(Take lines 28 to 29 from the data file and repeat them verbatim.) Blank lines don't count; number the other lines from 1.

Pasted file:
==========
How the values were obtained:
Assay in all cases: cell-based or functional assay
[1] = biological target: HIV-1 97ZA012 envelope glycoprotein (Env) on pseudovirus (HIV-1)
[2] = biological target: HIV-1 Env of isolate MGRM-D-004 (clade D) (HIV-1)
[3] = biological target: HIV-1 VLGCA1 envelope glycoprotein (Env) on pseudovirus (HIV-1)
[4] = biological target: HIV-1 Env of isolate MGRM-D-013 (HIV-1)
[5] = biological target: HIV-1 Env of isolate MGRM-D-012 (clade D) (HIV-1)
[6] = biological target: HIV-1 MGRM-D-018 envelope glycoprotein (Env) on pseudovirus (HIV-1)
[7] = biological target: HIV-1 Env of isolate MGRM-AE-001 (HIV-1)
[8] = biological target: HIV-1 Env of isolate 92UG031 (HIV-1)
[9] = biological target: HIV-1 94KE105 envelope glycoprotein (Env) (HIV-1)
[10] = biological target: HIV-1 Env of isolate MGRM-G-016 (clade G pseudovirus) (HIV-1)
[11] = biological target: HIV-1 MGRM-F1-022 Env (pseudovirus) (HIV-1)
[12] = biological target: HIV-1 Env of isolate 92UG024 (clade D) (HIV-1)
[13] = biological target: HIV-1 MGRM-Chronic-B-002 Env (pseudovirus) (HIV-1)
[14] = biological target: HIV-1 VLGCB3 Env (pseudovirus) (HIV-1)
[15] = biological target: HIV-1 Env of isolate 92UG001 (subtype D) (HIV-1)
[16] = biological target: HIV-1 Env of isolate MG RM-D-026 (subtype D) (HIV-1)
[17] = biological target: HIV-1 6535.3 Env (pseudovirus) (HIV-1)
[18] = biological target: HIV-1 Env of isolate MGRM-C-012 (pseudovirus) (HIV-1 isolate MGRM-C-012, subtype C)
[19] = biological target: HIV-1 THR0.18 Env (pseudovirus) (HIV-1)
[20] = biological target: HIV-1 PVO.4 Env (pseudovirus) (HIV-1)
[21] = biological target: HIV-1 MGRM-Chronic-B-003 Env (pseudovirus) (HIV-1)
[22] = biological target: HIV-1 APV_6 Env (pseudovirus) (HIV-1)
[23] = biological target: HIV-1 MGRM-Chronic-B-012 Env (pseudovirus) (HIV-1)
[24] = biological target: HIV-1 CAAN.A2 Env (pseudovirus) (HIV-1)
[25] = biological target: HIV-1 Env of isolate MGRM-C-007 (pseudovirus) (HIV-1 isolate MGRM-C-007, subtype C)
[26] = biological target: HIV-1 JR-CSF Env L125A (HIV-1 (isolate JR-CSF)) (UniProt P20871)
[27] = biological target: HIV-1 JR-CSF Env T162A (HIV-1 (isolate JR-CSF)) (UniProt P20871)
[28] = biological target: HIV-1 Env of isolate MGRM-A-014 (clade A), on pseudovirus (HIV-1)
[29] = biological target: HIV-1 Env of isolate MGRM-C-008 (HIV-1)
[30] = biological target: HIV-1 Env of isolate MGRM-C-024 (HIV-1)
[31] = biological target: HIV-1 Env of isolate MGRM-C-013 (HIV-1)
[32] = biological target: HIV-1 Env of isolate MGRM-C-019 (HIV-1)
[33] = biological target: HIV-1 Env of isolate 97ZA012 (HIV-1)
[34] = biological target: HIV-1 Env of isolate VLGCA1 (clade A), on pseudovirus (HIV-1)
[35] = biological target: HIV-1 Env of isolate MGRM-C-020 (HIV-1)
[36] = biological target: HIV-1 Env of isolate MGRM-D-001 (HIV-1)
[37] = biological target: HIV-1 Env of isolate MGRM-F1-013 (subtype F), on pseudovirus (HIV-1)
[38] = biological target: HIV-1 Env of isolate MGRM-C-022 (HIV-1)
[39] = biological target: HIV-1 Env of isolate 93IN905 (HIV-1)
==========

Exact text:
[26] = biological target: HIV-1 JR-CSF Env L125A (HIV-1 (isolate JR-CSF)) (UniProt P20871)
[27] = biological target: HIV-1 JR-CSF Env T162A (HIV-1 (isolate JR-CSF)) (UniProt P20871)